I think many of our group’s games have been age appropriate. Our first game was “Zany Zoo” with the kindergarteners and 1st graders, which proved to be fun and challenging. Most of the kids could do the movements (or some version of it) and since there were tons of cards, they were engaged even when waiting in line. They all had the fundamental movement skills, but they still needed to practice them to develop more. Our first shot at improvising on a game for pre-k was somewhat successful. We set up an obstacle course that proved to be easy enough for everyone to do, until they got up to the scooter section and they had to push themselves along the floor. Most were very slow or could not do this, which led to traffic jams and the loss of interest while waiting in line. After we saw that the obstacle course was not working well, Emmie started follow the leader and all of the kids loved it. Next, the pre-k’s suggested a lily-pad tag game, which was appropriate because it was one of their favorite games and everyone played. In the “Super Hero” lab, our car game was very successful. The kids could do all of the movements, followed all of the directions and everyone had a smile on their face. I had a blast playing that game and was impressed because it incorporated all of the movement skills we were focusing on during that lab. Our food lab, in my opinion, was our best executed and planned game. We decided to make a pizza chef/cook game where one side of the gym was full of pizza topping that the kids had to throw over the "oven" to the cook to put on a big pizza. In order to be able to throw, the kids had to answer a question about healthy eating and exercise. I thought it was very successful as a way to evaluate the stage at which the children are at for throwing and catching, as well as a cognitive game with questions about physical education. We used small rubber chickens, tennis balls, hockey pucks, and fish to represent the toppings. This offered a chance to evaluate the ability to throw and catch objects of different size and weight. This game was the most appropriate, as we offered for the kids to read their own cards or have their college student read it to them, as well as put an array of different objects out on the gym floor for them to pick to throw.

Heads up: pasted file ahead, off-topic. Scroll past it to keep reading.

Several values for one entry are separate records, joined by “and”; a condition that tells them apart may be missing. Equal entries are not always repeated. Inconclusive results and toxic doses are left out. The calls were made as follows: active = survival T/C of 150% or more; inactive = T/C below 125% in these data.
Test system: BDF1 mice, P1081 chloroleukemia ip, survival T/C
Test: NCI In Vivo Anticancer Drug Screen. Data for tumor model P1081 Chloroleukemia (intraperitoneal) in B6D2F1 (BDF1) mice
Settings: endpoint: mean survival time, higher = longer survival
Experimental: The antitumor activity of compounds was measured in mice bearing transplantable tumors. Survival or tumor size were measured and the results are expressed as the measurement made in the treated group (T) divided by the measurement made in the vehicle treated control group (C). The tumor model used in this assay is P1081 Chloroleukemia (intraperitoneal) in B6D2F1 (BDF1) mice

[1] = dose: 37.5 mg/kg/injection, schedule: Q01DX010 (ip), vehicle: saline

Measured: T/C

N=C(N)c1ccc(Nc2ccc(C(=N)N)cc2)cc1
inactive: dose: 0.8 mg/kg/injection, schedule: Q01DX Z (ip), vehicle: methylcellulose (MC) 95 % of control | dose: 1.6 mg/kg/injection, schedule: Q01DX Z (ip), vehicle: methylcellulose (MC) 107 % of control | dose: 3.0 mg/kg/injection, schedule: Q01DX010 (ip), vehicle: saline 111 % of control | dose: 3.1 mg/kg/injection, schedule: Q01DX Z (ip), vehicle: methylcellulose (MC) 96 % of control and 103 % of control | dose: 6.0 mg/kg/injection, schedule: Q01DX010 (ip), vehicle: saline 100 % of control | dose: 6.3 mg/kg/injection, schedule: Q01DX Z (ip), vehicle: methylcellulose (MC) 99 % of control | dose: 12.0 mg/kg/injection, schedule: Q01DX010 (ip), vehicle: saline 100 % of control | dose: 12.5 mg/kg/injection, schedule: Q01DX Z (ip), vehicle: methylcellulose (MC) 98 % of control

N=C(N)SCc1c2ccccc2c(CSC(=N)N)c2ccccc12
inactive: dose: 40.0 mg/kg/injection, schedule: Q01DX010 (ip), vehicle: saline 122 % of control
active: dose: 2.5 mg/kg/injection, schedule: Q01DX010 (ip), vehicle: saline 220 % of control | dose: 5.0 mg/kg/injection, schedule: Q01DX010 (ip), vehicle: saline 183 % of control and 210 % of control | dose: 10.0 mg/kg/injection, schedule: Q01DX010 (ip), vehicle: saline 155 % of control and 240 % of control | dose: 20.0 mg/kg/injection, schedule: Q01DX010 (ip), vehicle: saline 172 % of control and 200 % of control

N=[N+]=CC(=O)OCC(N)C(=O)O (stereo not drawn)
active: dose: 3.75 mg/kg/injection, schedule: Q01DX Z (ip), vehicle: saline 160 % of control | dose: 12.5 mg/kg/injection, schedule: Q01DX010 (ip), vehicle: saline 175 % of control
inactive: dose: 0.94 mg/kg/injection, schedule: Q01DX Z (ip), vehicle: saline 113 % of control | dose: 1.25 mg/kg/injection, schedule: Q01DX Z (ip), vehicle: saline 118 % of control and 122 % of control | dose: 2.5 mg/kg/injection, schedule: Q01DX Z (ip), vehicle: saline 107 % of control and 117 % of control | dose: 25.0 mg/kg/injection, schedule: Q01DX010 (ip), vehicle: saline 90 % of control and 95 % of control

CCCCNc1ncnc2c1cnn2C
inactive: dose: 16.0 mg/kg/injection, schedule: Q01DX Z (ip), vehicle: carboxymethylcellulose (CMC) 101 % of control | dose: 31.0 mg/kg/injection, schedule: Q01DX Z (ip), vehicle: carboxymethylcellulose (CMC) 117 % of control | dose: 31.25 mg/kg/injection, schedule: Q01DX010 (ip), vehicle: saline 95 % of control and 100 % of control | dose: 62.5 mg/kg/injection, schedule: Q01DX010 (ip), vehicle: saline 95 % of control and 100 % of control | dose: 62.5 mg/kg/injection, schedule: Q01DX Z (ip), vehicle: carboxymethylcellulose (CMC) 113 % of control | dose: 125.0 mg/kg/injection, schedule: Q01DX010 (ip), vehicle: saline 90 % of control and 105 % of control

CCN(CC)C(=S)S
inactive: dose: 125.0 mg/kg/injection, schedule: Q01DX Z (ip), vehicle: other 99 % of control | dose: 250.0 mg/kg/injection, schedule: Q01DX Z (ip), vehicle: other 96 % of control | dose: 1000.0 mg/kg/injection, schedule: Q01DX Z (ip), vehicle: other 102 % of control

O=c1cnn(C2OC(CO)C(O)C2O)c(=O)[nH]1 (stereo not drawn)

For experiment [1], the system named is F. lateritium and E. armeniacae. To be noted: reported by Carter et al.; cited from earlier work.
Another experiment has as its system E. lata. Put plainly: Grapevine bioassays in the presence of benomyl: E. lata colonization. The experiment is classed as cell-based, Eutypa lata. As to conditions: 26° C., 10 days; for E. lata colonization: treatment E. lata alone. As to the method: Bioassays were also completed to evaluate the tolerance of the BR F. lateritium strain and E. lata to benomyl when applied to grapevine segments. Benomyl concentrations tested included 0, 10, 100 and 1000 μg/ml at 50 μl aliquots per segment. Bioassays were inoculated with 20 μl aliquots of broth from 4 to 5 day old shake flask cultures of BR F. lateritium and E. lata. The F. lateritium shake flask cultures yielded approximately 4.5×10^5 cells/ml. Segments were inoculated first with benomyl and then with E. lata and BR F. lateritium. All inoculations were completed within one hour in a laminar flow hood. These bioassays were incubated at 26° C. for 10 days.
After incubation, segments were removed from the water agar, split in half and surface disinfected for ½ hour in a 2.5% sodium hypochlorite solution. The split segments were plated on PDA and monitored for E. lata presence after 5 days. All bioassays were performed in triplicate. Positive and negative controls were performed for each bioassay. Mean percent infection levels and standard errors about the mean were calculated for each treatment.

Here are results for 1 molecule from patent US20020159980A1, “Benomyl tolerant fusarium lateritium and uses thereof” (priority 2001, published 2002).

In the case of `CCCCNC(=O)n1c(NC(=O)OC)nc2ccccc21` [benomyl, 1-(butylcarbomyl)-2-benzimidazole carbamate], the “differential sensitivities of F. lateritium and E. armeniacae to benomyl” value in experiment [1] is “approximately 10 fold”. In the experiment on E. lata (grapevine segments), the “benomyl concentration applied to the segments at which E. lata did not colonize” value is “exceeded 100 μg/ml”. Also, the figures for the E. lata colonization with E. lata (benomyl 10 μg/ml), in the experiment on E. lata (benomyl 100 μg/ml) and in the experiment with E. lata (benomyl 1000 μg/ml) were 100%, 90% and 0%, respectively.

2. What might be some limitations to games or activities when using them in the process of assessing motor skills?
When assessing motor skills, you have to have a clear view of the child performing the skill as well as repetition to assess them accurately. With this in mind, a game has to be set up so that every child has to perform the motor skill multiple times, and there is enough space for everyone to be seen. Next, the equipment has to be modified to assess correctly. If assessing kicking, the ball should be about the size of the age-appropriate soccer (they range in size and weight depending on age). When assessing throwing, the ball should be able to fit into the child’s hand and be light enough as to not cause difficulty in throwing. Lastly, do not make the activity a race. When racing, children will tend to abandon proper form in order to win. Set the game at a slow pace, where the children will focus on the skill, not the outcome.